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Common-sense, of course, points part of the way. I do not doubt that such a poetical gem as the second verse of the "Ode to a Nightingale" must at some time have caught the eye of Gorter (as quick to see as his own Balder was blind) but I am by no means prepared to say that its wealth of associations and suggestions are rendered at all adequately by these decidedly earthy lines:

"Zoo heb ik zien staan Een monnik bij een volle donkre ton Met glazen geraad, en weg nam hij de spon Dat 't vonken spoot in bekers of de wijn De zon nog in had van den geelen Rijn."

In this instance, it seems clear to me, our learned friend has

allowed his mind to be too easily intoxicated by the inviting

sight of such words as bekers and wijn, and could Keats, I

wonder, ever have brought himself to make reference to anything

so unpoetical as a bung-hole?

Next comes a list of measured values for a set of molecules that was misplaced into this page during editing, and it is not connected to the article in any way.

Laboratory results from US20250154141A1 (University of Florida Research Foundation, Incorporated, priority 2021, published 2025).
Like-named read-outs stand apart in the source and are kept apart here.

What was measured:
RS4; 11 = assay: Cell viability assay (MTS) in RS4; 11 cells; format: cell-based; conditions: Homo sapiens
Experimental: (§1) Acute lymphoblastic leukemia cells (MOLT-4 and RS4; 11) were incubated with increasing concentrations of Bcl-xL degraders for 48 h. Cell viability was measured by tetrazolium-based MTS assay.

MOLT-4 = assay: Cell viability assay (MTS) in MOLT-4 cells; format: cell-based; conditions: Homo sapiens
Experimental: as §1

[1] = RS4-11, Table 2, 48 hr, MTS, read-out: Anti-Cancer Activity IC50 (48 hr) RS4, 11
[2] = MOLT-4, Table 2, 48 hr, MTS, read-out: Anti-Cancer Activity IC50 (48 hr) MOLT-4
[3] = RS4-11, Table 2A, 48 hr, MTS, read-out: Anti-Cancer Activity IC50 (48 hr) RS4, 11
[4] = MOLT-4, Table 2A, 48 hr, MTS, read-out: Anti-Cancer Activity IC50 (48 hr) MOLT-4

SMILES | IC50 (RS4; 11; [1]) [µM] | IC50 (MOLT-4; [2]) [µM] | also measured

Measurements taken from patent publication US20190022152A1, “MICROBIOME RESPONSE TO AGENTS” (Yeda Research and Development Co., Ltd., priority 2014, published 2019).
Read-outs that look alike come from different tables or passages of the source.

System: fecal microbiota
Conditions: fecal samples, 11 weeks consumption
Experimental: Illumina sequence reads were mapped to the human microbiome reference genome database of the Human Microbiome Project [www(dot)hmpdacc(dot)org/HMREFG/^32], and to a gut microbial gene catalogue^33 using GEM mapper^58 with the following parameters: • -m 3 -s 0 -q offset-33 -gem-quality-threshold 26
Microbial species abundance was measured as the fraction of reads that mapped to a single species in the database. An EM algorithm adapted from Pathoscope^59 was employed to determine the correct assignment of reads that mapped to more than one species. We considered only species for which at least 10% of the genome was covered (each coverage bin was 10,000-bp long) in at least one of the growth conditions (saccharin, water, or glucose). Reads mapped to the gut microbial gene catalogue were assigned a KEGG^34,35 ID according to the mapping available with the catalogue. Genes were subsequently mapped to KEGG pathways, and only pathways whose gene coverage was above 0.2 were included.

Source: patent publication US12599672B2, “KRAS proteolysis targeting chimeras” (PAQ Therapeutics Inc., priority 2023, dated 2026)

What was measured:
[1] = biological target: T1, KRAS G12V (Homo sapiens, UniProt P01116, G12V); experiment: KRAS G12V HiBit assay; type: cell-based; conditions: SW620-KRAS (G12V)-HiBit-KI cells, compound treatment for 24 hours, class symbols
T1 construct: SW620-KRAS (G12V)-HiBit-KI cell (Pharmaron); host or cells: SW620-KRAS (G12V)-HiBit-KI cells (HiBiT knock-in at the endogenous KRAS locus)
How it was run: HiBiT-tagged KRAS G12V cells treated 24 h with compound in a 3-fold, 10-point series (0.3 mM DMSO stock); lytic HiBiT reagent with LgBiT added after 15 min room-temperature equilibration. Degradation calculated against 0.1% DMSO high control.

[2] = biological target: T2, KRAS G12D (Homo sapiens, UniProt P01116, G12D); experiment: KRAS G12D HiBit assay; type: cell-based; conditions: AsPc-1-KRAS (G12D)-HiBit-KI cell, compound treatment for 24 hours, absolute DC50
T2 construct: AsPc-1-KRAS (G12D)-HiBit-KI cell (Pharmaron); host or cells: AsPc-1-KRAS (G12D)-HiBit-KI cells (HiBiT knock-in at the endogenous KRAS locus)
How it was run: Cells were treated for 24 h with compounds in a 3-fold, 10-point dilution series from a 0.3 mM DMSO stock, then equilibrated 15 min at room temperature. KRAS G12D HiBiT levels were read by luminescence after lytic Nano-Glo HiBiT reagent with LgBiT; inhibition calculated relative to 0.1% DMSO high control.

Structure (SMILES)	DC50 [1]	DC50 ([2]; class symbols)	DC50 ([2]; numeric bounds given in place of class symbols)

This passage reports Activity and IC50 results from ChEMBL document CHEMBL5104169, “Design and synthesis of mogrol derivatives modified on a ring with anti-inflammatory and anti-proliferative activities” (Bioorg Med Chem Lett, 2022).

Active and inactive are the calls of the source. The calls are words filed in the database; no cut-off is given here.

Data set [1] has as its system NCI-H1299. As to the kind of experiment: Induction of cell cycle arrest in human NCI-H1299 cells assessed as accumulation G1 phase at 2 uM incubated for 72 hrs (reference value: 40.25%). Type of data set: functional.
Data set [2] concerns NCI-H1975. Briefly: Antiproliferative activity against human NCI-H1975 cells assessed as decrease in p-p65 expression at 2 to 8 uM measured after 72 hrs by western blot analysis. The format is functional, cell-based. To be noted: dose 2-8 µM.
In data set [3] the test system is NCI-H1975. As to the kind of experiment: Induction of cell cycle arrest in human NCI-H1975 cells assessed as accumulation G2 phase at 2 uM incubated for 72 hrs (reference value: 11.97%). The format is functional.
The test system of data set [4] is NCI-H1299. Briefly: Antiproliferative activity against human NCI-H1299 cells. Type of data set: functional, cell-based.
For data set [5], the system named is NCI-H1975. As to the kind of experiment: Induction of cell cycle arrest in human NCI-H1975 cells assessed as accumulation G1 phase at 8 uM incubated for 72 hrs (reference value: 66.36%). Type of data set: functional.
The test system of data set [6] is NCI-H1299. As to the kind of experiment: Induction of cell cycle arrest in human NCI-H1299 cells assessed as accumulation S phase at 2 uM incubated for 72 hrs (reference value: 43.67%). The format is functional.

The fact that "Mei" was built up so extensively upon the pattern of "Endymion", and so little upon that of the infinitely greater "Hyperion", should in itself be sufficiënt to indicate to us the writer's line of demarcation between Keats and Shelley. In this way. Though Keats was his most obvious precursor in Romanticism, and though "Mei" itself, artistically, must be taken as marking the culminating-point reached by him as the fullfledged Nieuwe- Qidser, the study of the English poet necessarily involved in his own work of composition raised anew for him the whole conception of his professed art. So "Mei" itself, though it might be the embodiment of the visionary quality of his genius, with all the ethereal colouring, all the flow of musical cadence, it borrowed from Keats, could only be as yet an incomplete expression of the poet's nature. Is there not a definite hint of disillusionment, for example, in the discovery that beauty must needs be presented as an impalpable dream only, and not as the glorious vesture which familiar things wear to the imaginative